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Important Beauty Product Terminology
Cosmetics is an enormous business. Makeup companies total sales in the billions rivaling even Hollywood as a total piece of the economy. Hair and skin care products have surged in popularity in the last two decades. The market for shampoos has expanded so much that its almost impossible to select a single brand at the store. With such a huge supply of esoteric beauty products, how can you decide which ones you need? The terminology in the cosmetics business can be unfamiliar. Knowing the difference between a hand cream and a sun tan lotion is critical if you are going to make smart purchases. So before you make your next trip to the nail salon, consider these five important makeup terms.
Geriatric - These are beauty products for the elderly or for people searching for an anti aging solution. Most geriatric products fall in the skin care category, but there are also anti aging shampoos on the market. For wrinkle control, look for a geriatric skin cream or facial scrub.
Organic - Beauty products tend to contain chemicals, some of them toxic. If you are interested in keeping potentially harmful chemicals off of your skin and hair, look for the organic label. Organic cosmetics use all natural ingredients.
Fragrance - Usually a company's secret ingredient will be labeled as fragrance to prevent the reveal of proprietary information. Unfortunately, the fragrance label is also a way that companies mask the toxic chemicals in their products.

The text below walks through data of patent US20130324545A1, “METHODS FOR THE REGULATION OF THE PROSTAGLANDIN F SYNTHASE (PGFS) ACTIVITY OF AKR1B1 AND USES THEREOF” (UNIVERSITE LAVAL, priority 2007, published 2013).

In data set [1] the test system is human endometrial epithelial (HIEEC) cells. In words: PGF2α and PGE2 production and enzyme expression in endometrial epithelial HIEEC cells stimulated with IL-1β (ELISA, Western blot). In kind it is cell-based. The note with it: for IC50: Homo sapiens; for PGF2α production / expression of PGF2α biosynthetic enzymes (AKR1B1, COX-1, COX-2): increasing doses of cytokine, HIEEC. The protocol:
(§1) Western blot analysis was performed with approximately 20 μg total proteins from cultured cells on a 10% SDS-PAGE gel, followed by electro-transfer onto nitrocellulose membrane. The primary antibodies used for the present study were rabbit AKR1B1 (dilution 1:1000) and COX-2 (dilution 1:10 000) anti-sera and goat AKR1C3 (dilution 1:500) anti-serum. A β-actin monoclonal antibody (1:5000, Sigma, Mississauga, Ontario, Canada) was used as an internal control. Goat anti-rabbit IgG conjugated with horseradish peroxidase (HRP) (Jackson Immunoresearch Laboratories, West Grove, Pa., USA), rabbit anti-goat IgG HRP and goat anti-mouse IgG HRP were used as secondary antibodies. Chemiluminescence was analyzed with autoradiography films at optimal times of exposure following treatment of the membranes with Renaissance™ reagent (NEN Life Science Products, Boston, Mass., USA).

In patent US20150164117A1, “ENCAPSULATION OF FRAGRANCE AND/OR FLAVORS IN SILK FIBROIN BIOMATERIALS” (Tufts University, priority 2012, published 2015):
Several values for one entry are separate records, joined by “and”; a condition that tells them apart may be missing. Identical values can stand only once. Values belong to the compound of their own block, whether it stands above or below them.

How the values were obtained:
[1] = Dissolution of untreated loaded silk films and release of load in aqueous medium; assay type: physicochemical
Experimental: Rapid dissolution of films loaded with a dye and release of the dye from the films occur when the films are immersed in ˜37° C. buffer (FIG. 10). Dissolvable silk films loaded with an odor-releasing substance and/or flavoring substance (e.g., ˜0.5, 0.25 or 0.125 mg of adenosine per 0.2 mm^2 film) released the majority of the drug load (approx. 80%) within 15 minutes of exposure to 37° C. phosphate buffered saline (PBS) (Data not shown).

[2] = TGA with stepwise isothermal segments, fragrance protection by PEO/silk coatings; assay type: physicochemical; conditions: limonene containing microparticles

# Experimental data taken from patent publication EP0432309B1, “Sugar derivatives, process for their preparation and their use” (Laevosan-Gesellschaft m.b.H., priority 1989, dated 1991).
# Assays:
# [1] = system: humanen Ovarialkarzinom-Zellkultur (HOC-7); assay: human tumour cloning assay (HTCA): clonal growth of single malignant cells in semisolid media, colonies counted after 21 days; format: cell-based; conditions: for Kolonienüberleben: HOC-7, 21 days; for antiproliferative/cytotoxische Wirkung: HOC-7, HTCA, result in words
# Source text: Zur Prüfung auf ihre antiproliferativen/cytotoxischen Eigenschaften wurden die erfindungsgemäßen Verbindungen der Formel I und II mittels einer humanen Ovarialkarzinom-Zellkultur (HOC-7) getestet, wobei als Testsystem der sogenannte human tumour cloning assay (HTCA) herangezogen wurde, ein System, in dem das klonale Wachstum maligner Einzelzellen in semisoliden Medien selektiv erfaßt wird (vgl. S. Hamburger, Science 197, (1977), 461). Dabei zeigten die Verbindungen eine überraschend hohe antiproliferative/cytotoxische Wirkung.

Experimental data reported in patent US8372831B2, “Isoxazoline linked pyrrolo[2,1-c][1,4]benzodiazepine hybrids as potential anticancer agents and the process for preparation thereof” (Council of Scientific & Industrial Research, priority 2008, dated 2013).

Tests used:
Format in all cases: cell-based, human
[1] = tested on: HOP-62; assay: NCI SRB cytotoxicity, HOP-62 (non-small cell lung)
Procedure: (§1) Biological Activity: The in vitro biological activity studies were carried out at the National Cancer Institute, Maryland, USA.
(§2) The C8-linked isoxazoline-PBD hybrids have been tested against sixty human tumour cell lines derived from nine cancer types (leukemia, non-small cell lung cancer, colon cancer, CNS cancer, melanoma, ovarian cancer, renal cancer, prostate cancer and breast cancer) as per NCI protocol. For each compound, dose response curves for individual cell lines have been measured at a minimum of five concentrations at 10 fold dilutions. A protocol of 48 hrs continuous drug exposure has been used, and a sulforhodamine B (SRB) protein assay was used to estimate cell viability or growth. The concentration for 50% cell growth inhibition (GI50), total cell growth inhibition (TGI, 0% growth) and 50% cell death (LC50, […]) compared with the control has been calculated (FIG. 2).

Permanent Makeup - Similar to a tattoo. A professional beautician can actually place permanent lipstick or eye makeup on a patron.
Exfoliating - A vast supply of lotions and facial scrubs tout this claim. An exfoliant is any agent that helps open your pores and give your skin a deep clean.
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The beauty products industry continually thrives, as more and more products are introduced that cater to women's personal care. Beauty products don't just encompass cosmetics and lotions: they can comprise nail polish, anti aging facial creams, shampoo, and soap as well.
For the most part, women are the main customers of beauty products retailers and wholesalers, although some products are also geared towards men and children. We all have those beauty supplies we simply can't live without, such as lipstick, mascara, brushes, and conditioner. Beauty products can also be found in salons and spas, where professionals can apply anything from nail polish to makeup to organic facial treatments.
Department stores, drug stores, and specialty shops may all sell fragrances, foundation, hair dye, and natural skin care products. Large department stores usually feature counters that showcase all the latest products for particular brands. Professionals may offer makeovers for free, allowing the customers a chance to purchase the beauty products if they like them.
Hairdressers and retail beauty supplies stores often buy from wholesalers in bulk, to stock up on mirrors, tweezers, combs, brushes, and hairspray. Although some beauty products stores sell a wide range of supplies, others specialize in one particular kind, such as natural or organic makeup and skin care items. There's quite a range in price, as well. Cheap brands allow customers to stock up on lots of lipsticks, for instance, at a bargain price. The more expensive brands of perfume, for instance, feature a higher price tag but may last longer and do a better job.